A CDC data report released on Feb. 13 shows that teenage girls are experiencing record levels of violence, sadness, and suicide risk.
The 98-page report shows key findings from 2011 to 2021. During that time, some things improved in the areas of adolescent health and well-being, but most areas included in the report got worse.
The areas that showed improvement include risky sexual behavior, substance abuse, and bullying.
The report states, “Unfortunately, almost all other indicators of health and well-being in this report including protective health behaviors (i.e., condom use, sexually transmitted disease (STD) testing, and HIV testing), experiences of violence, mental health, and suicidal thoughts and behaviors worsened significantly.”
The report shows that 57 percent of high school girls reported feeling persistently sad or hopeless.
Eva Schrader, a 16-year-old living on the central coast of California, told The Epoch Times, “It is hard to have a serious conversation with a parent about these types of issues. We are rarely taken seriously, and it is passed off like we are in a bad mood, or it is just part of being a teenager.”
“Mental illness has a big stigma, and understanding and willingness for mental illness is not there,” Dr. Albert Ma, a psychologist in Bakersfield, California, said in a press conference. “Mental illness is so prevalent, and when you dismiss it or when you don’t get somebody help who needs proper professional help, you’re putting their life in danger.”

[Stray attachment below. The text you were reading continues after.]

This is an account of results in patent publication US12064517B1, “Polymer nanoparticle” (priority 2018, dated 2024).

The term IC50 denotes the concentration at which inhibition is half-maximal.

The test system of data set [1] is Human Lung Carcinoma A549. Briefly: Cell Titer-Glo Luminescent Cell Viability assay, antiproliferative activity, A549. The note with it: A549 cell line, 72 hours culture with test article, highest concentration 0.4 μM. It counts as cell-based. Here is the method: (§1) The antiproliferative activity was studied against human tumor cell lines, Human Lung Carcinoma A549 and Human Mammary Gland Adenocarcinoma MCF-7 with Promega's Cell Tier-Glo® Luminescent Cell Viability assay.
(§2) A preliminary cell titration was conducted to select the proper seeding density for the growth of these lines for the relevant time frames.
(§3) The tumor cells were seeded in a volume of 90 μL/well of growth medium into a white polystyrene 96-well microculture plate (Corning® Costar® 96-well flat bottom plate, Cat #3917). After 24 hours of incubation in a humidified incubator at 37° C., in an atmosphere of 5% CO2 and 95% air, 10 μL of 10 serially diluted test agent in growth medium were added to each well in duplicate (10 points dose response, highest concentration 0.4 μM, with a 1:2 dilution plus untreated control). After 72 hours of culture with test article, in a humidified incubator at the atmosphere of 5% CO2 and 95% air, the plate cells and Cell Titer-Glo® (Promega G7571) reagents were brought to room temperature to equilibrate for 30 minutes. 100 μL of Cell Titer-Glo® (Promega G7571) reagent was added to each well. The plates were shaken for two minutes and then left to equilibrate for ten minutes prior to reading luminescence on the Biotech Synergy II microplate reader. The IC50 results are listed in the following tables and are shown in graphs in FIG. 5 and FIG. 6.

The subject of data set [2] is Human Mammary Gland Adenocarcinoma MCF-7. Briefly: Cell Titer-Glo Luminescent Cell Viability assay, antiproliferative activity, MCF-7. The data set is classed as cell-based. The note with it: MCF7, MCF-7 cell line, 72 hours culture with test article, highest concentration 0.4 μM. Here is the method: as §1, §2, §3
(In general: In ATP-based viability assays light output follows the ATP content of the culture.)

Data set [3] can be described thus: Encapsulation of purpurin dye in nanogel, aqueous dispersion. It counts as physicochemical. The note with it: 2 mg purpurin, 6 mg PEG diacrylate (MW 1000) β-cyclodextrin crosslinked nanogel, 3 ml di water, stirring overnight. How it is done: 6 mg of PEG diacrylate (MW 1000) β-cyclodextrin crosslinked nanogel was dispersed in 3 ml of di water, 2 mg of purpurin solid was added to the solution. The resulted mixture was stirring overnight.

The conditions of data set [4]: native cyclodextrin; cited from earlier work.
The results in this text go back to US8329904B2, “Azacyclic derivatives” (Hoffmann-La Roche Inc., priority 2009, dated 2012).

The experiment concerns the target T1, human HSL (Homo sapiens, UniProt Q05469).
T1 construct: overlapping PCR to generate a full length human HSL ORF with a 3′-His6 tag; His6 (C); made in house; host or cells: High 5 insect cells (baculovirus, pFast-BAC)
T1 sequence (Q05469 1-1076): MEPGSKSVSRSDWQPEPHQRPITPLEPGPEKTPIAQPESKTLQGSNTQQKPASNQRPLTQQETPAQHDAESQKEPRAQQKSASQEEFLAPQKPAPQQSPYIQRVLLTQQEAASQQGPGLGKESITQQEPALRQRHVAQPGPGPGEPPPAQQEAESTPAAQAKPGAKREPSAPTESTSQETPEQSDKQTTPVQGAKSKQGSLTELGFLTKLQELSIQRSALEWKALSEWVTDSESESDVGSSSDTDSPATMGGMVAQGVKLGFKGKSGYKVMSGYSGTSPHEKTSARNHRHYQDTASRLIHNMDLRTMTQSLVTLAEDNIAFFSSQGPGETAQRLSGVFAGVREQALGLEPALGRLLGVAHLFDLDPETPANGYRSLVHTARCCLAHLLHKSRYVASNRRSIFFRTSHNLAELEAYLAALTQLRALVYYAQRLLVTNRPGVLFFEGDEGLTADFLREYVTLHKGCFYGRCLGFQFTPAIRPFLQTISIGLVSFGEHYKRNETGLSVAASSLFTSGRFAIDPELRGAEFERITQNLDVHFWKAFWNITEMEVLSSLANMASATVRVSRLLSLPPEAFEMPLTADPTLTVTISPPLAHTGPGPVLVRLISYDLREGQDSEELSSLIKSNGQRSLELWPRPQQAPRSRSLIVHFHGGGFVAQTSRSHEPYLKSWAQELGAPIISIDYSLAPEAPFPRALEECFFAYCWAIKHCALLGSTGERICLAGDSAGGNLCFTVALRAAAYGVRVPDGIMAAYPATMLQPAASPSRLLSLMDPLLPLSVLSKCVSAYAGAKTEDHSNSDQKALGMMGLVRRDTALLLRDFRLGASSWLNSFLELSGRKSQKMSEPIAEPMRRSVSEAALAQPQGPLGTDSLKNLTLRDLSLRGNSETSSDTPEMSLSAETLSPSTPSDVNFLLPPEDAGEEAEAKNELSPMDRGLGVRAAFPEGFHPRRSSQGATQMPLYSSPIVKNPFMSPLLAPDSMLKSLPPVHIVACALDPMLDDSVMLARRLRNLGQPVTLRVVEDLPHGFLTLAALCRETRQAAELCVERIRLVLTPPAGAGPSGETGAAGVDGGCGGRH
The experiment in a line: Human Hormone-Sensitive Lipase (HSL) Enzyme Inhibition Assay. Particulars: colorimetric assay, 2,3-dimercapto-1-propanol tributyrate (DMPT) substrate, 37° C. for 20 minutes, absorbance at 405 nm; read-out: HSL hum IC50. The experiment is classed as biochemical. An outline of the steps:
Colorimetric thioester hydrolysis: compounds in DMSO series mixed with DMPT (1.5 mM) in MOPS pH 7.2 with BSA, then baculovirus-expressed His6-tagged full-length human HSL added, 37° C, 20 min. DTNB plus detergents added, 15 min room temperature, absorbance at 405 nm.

A spokesperson from Kern Behavioral Health told The Epoch Times that the organization has seen an increase of calls for suicidal students. According to Kern Behavioral Health, in 2019 it received 2,311 suicide-related calls from people ages 16 to 25, and 2020 it received 2,595.
The Kern Sheriff’s Office reported three suicides by minors in 2019 and four in 2020.
Gina Alfaro, director of guidance at North High School in Bakersfield, said that hearing about suicidal thoughts is very common.
“As counselors, we hear about it a few times a week,” she told The Epoch Times.
Jason Gifford, a marriage and family therapist with Kern Behavioral Health, agrees with what a lot of teenagers tell him.
He told The Epoch Times: “A lot of kids they talk to say they see their parents stressed and don’t want to bring up their depression or suicidal thoughts to them.”
Hannah Roberson, who is now 22 years old, told The Epoch Times: “When I was younger, I was extremely depressed and felt hopeless. I had no idea what to do with my life. I tried therapy and medication, but that didn’t seem to work. It was after I started to go back to church, got involved in activities instead of sitting home by myself, and got a boyfriend, that my life started turning around for the better. It is hard to talk to parents about what is going on. Kids need a lot of options, because something that works for one person may not work for another person.”
A variety of resources are available to help teenagers who are suffering from mental health problems.
A program by Bakersfield Behavioral Health called “Healthy at Home: Resources for Improving Mental Health” helps teens get past their barriers to getting assistance, like the stigma tied to getting help, feeling helpless and not knowing what to do, being too depressed to ask for help, or not wanting to tell parents.
“They have been posting Facebook videos with short therapeutic messages, 60 second grounding techniques, and interviews with hospital or community members with helpful tips,” their website states.
There is also a campaign called “Zero Suicides,” which is a program throughout all high schools in the Kern High School District. Each school has counselors specifically devoted to suicide awareness.
“These professionals train staff and students to notice warning signs and teach them to say something when they see those signs,” a spokesperson from the Kern High School District told The Epoch Times.